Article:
Some short-term benefit of additional booster dose of mRNA vaccine in health workers: WHO

A 4-6 month interval since the completion of the vaccine primary series may be considered for a first booster, WHO says

A 4-6 month interval since the completion of the vaccine primary series may be considered for a first booster, WHO says

The World Health Organization (WHO) has said there is a benefit to administering an additional booster dose of the mRNA COVID-19 vaccine to the highest-risk groups, health professionals, people over the age of 60 or with immunocompromising conditions.

As a general principle, an interval of 4-6 months after completion of the primary series of vaccines can be considered for a first booster, especially in the context of Omicron, the WHO said, with the support of the Strategic Advisory Group of Experts (SAGE) on immunization and the working group on COVID-19 vaccines.

The WHO said that when considering supplemental booster doses, the two main scenarios to consider are the use of supplemental booster doses in those who are unable to mount and sustain an adequate immune response and considerations for administration of additional booster doses to protect high blood pressure. populations at risk and health professionals to maintain the health system during periodic waves of disease waves.

It said available data for WHO EUL COVID-19 vaccine products suggest that vaccine effectiveness and immunogenicity are lower in immunocompromised individuals (ICPs), compared to individuals without immunocompromising conditions.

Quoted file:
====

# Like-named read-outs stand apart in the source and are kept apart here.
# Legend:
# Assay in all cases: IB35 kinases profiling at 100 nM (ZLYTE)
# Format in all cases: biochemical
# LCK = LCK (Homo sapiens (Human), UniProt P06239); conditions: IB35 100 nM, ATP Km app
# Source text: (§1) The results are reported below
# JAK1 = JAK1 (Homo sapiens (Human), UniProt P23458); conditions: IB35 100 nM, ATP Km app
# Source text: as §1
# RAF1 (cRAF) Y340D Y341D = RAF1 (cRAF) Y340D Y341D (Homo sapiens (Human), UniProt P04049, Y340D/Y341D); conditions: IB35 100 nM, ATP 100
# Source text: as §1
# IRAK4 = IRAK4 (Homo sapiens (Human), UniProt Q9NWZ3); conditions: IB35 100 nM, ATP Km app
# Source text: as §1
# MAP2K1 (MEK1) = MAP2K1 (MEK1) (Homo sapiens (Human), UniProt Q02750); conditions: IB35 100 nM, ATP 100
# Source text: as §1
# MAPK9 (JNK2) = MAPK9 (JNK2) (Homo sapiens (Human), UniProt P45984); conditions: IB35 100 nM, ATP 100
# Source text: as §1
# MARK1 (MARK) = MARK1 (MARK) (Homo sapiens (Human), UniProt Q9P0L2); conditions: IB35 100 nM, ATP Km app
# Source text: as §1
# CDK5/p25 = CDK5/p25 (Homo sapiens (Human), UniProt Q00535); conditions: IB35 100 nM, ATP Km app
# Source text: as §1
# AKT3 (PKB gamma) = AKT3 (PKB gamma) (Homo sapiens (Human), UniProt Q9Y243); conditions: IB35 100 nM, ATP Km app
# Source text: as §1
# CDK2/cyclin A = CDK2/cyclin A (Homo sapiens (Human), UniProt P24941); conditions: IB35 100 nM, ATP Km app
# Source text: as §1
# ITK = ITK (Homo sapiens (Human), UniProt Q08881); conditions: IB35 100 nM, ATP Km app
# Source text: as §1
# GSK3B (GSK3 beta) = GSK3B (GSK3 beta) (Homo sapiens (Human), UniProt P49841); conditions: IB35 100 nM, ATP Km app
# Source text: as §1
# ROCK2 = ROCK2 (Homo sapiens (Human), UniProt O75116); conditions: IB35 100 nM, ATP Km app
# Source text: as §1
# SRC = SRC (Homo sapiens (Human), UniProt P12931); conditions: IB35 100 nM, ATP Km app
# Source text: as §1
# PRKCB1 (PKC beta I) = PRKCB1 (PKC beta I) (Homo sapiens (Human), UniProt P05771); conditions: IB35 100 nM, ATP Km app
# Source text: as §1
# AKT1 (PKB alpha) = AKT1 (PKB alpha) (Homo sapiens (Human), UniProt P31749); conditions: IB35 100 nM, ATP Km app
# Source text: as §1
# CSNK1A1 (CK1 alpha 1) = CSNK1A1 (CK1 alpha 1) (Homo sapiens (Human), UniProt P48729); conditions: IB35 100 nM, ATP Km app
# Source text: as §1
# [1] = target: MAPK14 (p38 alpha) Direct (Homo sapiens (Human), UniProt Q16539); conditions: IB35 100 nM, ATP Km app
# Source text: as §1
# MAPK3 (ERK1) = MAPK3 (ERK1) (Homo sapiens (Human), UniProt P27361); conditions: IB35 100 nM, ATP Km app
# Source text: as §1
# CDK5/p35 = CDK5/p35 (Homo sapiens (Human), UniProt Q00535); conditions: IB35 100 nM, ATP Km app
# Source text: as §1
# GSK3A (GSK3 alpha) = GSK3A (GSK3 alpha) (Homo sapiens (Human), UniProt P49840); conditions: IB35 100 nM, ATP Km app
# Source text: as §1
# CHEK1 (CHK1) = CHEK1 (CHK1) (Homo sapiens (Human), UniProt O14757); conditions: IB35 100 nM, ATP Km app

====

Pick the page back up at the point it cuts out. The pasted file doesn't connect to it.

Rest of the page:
“An additional dose in an extended primary series improves immune responses in some ICPs. Given the significant risk of severe COVID-19 for ICPs, if infected, the WHO has already recommended an extended primary series (i.e. third dose) and a booster dose (ie fourth dose) for ICPs, for all COVID-19 vaccines,” it sounds.

The WHO noted that additional booster doses are currently being offered by some countries in addition to the initial booster dose, adding that data on additional booster doses as of May 2022 only exist for the mRNA vaccines and not for other vaccine platforms.

The WHO cited seven studies, conducted at a time when Omicron was the predominant circulating strain worldwide, that evaluated the relative effectiveness of a fourth dose four months after a third dose of mRNA vaccine compared to those who received three doses.

Taken together, these studies show some short-term benefit of an additional booster dose of mRNA vaccine in health professionals, people over the age of 60, or with immunocompromising conditions,” the WHO said.

It said the data to support an additional dose for healthy younger populations is limited; preliminary data suggests that the benefit is minimal in younger people.

“The limited data available suggests that for groups at the highest risk there is a benefit supporting the administration of an additional booster dose,” the WHO said, adding that in those most at risk of serious illness or death (i.e. adults older than 60 years of age, or those unable to mount a full immune response), the added benefit of an additional booster dose of mRNA vaccine may be “legitimate.”

It said that while seasonality has not yet been fully established for SARS-COV-2, evidence from the past two years supports the idea of ​​more substantial transmission during the winter season.

“Therefore, campaigns for countries with a winter season in the Northern or Southern hemisphere, catch-up plans to improve coverage of the primary series and boost those at highest risk, should take seasonality into account,” the WHO added. to.

SOURCE – www.thehindu.com

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